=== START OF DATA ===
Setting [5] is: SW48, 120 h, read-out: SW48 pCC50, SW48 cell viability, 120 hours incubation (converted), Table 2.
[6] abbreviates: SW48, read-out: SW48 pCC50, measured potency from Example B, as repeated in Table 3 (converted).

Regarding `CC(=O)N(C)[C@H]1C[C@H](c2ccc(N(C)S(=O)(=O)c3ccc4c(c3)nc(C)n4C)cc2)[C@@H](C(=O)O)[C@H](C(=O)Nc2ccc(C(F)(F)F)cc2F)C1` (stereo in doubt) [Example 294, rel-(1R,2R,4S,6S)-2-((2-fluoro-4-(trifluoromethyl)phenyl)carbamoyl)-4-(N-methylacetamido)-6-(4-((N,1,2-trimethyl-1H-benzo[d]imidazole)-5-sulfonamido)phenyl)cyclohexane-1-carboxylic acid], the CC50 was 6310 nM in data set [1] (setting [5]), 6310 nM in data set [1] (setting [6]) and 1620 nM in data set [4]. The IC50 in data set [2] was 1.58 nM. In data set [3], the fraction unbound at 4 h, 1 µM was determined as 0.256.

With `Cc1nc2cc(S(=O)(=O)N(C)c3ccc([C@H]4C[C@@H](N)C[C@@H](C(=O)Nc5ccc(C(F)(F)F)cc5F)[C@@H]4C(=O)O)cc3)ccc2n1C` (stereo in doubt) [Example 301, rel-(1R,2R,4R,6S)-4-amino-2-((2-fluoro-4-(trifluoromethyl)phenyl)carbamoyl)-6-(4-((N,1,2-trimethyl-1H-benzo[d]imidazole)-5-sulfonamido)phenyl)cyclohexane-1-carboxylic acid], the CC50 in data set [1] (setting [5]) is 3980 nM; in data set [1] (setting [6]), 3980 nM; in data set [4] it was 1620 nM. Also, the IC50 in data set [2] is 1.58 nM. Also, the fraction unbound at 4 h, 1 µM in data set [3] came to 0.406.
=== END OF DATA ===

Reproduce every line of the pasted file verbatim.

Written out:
Setting [5] is: SW48, 120 h, read-out: SW48 pCC50, SW48 cell viability, 120 hours incubation (converted), Table 2.
[6] abbreviates: SW48, read-out: SW48 pCC50, measured potency from Example B, as repeated in Table 3 (converted).

Regarding `CC(=O)N(C)[C@H]1C[C@H](c2ccc(N(C)S(=O)(=O)c3ccc4c(c3)nc(C)n4C)cc2)[C@@H](C(=O)O)[C@H](C(=O)Nc2ccc(C(F)(F)F)cc2F)C1` (stereo in doubt) [Example 294, rel-(1R,2R,4S,6S)-2-((2-fluoro-4-(trifluoromethyl)phenyl)carbamoyl)-4-(N-methylacetamido)-6-(4-((N,1,2-trimethyl-1H-benzo[d]imidazole)-5-sulfonamido)phenyl)cyclohexane-1-carboxylic acid], the CC50 was 6310 nM in data set [1] (setting [5]), 6310 nM in data set [1] (setting [6]) and 1620 nM in data set [4]. The IC50 in data set [2] was 1.58 nM. In data set [3], the fraction unbound at 4 h, 1 µM was determined as 0.256.

With `Cc1nc2cc(S(=O)(=O)N(C)c3ccc([C@H]4C[C@@H](N)C[C@@H](C(=O)Nc5ccc(C(F)(F)F)cc5F)[C@@H]4C(=O)O)cc3)ccc2n1C` (stereo in doubt) [Example 301, rel-(1R,2R,4R,6S)-4-amino-2-((2-fluoro-4-(trifluoromethyl)phenyl)carbamoyl)-6-(4-((N,1,2-trimethyl-1H-benzo[d]imidazole)-5-sulfonamido)phenyl)cyclohexane-1-carboxylic acid], the CC50 in data set [1] (setting [5]) is 3980 nM; in data set [1] (setting [6]), 3980 nM; in data set [4] it was 1620 nM. Also, the IC50 in data set [2] is 1.58 nM. Also, the fraction unbound at 4 h, 1 µM in data set [3] came to 0.406.